Ko Un has long been a living legend in Korea, both as a poet and as a person. Allen Ginsberg once wrote, 'Ko Un is a magnificent poet, combination of Buddhist cognoscenti, passionate political libertarian, and naturalist historian.' When a writer has published as much as Ko Un has in the course of more than fifty years of writing, it is hard to know where to begin, what to translate. For this collection, his translators have selected a hundred or so poems from the five collections published since the year 2002, collections acclaimed by Korean critics as bringing poetry to a new level of cosmic reference. Nothing shows more clearly his stature as a writer than the variety of themes and emotions found in his most recent work. Readers here have access for the first time to many of the poems Ko Un has produced in the 21st century, as he approaches his eightieth year, his energy and originality unabated. As Michael McLure wrote years ago: 'Ko Un's poetry has the old-fashionedness of a muddy rut on a country road after rain, and yet it is also as state-of-the-art as a DNA micro-chip.' That remains true today.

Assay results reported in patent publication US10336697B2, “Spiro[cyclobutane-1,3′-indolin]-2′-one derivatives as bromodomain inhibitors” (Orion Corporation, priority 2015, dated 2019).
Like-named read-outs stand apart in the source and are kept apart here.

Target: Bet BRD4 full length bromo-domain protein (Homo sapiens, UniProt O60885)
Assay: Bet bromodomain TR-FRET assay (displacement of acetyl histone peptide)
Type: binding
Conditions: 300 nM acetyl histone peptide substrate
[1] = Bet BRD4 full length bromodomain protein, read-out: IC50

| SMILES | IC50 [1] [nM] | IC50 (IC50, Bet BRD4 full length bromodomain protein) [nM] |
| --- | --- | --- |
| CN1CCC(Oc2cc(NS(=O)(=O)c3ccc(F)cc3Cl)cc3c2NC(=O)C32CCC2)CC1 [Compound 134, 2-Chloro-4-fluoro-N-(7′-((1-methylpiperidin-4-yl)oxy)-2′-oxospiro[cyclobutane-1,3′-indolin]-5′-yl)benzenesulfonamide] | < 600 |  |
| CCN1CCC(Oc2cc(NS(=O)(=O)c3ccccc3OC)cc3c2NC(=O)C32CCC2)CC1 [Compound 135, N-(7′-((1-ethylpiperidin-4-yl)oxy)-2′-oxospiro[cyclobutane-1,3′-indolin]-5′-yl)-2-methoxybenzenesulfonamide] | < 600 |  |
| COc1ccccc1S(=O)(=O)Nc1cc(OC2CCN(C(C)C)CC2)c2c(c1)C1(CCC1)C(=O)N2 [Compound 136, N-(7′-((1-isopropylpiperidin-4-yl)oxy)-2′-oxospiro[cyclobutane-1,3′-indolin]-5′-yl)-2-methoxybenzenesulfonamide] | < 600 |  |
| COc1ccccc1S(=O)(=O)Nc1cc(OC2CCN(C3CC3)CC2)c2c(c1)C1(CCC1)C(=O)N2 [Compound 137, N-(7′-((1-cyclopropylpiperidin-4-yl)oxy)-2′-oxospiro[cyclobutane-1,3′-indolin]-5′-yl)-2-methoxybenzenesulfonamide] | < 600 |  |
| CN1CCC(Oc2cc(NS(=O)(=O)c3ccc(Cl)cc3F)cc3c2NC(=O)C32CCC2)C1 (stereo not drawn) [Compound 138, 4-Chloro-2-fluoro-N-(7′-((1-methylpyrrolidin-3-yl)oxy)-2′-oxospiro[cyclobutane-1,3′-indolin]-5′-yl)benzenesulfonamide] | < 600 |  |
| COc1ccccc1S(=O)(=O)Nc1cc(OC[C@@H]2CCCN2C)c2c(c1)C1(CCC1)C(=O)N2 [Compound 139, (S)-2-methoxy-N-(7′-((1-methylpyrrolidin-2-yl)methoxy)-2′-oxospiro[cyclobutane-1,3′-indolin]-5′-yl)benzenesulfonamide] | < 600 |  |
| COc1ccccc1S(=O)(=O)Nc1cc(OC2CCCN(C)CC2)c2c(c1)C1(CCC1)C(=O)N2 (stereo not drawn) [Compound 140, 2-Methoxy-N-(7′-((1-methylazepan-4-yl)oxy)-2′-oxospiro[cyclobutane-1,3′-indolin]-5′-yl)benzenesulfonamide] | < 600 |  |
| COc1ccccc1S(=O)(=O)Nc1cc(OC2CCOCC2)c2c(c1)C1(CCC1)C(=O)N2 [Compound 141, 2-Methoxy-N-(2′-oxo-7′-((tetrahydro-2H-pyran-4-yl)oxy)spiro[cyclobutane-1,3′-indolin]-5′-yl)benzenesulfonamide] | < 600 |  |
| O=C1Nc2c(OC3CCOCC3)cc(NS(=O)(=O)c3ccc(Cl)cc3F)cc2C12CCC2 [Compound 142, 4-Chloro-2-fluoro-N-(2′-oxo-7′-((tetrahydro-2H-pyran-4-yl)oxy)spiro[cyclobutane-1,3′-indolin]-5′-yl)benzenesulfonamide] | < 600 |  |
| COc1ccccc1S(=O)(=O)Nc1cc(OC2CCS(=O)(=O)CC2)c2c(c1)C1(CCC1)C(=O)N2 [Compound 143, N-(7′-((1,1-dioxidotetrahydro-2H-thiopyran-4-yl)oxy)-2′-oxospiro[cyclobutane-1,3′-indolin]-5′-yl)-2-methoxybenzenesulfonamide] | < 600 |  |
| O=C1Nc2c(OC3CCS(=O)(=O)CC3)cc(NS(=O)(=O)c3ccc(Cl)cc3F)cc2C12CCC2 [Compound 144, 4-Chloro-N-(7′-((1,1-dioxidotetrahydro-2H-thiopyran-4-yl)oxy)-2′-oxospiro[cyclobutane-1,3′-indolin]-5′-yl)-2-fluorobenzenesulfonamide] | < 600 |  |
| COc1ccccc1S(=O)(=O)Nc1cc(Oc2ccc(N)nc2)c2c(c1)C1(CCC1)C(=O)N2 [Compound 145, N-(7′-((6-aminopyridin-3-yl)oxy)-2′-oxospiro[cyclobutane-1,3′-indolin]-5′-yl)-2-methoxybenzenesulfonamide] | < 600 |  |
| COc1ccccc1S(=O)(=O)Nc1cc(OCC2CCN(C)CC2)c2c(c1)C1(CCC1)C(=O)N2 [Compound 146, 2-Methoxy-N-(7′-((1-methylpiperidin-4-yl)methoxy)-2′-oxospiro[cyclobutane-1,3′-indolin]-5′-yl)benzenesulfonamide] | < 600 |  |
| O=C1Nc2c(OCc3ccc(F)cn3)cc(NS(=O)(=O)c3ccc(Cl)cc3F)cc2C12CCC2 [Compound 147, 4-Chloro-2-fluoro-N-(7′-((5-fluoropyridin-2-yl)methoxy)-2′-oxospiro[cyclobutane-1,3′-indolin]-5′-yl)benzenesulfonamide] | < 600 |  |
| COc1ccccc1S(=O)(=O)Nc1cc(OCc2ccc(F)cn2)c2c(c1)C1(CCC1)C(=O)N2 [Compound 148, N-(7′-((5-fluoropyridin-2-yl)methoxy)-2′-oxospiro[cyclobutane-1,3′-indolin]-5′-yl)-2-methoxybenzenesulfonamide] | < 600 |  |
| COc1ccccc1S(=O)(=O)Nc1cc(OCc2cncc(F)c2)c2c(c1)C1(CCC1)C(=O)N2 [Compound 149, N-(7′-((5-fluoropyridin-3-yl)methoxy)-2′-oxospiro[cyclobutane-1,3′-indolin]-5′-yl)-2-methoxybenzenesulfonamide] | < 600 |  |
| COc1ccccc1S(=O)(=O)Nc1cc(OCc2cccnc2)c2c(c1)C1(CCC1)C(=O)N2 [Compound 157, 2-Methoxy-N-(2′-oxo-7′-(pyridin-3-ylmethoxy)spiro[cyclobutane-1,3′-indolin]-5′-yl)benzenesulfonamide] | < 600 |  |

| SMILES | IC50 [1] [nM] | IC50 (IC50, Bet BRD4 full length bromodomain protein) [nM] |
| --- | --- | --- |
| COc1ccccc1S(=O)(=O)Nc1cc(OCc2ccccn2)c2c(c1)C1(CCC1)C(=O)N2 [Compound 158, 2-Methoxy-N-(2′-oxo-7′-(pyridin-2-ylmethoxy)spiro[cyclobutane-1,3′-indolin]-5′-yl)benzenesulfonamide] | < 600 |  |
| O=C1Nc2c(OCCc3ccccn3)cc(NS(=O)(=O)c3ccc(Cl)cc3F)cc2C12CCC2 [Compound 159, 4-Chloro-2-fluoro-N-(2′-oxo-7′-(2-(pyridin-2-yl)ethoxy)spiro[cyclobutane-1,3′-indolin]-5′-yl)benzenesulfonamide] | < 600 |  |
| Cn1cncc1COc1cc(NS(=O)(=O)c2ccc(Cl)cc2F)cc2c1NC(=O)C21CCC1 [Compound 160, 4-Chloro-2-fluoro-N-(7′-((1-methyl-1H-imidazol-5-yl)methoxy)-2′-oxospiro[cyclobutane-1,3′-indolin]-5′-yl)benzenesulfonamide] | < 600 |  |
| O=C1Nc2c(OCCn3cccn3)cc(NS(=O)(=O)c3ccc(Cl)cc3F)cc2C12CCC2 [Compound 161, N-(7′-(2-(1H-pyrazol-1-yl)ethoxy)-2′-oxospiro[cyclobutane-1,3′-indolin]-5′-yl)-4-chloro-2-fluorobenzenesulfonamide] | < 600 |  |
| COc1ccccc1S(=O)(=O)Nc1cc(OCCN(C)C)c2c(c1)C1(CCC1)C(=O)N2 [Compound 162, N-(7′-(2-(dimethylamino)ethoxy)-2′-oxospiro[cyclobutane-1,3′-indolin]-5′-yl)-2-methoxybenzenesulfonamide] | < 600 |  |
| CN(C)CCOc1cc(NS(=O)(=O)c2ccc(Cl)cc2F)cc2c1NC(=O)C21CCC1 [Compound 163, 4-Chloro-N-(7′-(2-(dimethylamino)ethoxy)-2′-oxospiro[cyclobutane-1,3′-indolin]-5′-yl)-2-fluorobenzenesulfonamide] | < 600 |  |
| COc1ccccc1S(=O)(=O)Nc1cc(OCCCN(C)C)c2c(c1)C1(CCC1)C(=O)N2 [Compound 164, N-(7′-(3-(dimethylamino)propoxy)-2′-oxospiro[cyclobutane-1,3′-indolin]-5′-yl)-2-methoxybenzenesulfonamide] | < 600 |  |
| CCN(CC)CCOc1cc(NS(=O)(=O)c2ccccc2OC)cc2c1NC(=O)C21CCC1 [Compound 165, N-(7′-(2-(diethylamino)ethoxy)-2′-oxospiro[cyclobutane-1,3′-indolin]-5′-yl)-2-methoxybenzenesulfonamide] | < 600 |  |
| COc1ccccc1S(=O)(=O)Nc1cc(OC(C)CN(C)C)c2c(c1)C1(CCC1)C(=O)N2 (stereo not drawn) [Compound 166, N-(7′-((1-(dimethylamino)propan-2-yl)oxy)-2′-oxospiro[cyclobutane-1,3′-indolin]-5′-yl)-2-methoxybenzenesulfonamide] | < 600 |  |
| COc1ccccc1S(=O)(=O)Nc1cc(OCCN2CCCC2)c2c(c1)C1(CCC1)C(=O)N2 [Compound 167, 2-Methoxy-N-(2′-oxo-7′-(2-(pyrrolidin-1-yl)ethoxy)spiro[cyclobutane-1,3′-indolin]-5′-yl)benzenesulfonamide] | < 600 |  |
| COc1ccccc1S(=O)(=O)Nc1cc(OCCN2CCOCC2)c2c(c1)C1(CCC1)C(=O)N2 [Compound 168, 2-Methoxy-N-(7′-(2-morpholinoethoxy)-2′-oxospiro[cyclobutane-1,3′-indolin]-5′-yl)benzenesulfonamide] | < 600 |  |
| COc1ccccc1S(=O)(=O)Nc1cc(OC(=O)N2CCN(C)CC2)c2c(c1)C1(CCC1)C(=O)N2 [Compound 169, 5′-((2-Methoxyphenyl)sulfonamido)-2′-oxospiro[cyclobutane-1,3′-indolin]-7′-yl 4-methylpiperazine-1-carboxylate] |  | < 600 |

"First Person Sorrowful" is Ko Un's first book to be published in the UK, and has an introduction by Sir Andrew Motion.
"Un's poems take the ordinary world and peel the skin off, so that a gentle meditation on the passage of hours becomes something both beautiful and terrible as light shining through blood." -- The Quarterly Conversation "The Quarterly Conversation"
Born in 1933 in Gunsan, North Jeolla Province, Korea, Ko Un is Korea's foremost living writer. After immense suffering during the Korean War, he became a Buddhist monk. His first poems were published in 1958, his first collection in 1960. A few years later he returned to the world. After years of dark nihilism, he became a leading spokesman in the struggle for freedom and democracy during the 1970s and 1980s, when he was often arrested and imprisoned. He has published more than 150 volumes of poems, essays, and fiction, including the monumental seven-volume epic Mount Paekdu and the 30-volume Maninbo (Ten Thousand Lives) series. In recent years, more than thirty volumes of translations of his work have been published in some twenty languages. He has been invited to talk and give readings of his work at major poetry and literary festivals all over the world. Ko Un has been nominated for Nobel Prize in Literature several times, and is widely tipped to be the next Asian writer to win the award.